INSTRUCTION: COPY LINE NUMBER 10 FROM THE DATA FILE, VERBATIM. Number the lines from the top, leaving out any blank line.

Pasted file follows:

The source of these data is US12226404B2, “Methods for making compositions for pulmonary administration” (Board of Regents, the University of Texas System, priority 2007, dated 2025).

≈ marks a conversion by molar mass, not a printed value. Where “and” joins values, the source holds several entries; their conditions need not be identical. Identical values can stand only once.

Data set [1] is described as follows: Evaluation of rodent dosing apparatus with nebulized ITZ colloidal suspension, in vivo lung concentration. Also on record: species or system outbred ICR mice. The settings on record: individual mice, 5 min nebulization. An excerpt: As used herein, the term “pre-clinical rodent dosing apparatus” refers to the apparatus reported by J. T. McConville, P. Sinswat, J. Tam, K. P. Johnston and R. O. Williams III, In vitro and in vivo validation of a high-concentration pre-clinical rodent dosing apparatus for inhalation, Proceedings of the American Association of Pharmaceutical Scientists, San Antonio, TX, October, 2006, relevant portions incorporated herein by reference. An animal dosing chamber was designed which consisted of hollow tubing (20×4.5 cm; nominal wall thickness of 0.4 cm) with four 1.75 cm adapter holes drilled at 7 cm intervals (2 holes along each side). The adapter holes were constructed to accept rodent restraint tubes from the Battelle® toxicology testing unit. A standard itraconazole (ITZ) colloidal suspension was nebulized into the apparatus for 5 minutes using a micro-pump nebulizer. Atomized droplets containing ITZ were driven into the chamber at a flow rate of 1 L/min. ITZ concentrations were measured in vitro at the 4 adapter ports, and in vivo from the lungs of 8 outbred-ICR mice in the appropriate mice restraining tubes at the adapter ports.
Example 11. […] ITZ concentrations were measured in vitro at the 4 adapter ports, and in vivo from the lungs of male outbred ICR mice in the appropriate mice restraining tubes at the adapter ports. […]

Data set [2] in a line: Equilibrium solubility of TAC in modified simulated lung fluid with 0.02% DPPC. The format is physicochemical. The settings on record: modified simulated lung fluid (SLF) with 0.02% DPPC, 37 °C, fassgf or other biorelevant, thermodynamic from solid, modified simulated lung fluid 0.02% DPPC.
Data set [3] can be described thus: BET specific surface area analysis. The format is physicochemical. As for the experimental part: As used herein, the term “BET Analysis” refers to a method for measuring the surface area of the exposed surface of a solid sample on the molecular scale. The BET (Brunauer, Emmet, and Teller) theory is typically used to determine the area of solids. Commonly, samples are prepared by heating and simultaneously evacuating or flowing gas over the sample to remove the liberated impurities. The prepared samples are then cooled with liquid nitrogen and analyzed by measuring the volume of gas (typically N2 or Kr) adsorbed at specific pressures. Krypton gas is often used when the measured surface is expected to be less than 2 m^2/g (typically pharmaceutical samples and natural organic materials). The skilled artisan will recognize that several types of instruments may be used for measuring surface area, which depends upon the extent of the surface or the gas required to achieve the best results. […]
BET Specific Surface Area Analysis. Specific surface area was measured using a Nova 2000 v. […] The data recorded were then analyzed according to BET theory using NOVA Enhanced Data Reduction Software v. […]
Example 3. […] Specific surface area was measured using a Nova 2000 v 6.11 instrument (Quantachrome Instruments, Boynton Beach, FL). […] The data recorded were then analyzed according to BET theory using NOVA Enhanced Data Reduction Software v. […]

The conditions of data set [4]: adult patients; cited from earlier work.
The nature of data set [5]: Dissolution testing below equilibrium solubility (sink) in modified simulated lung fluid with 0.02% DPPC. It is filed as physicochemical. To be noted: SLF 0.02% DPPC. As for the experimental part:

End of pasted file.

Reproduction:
The nature of data set [5]: Dissolution testing below equilibrium solubility (sink) in modified simulated lung fluid with 0.02% DPPC. It is filed as physicochemical. To be noted: SLF 0.02% DPPC. As for the experimental part: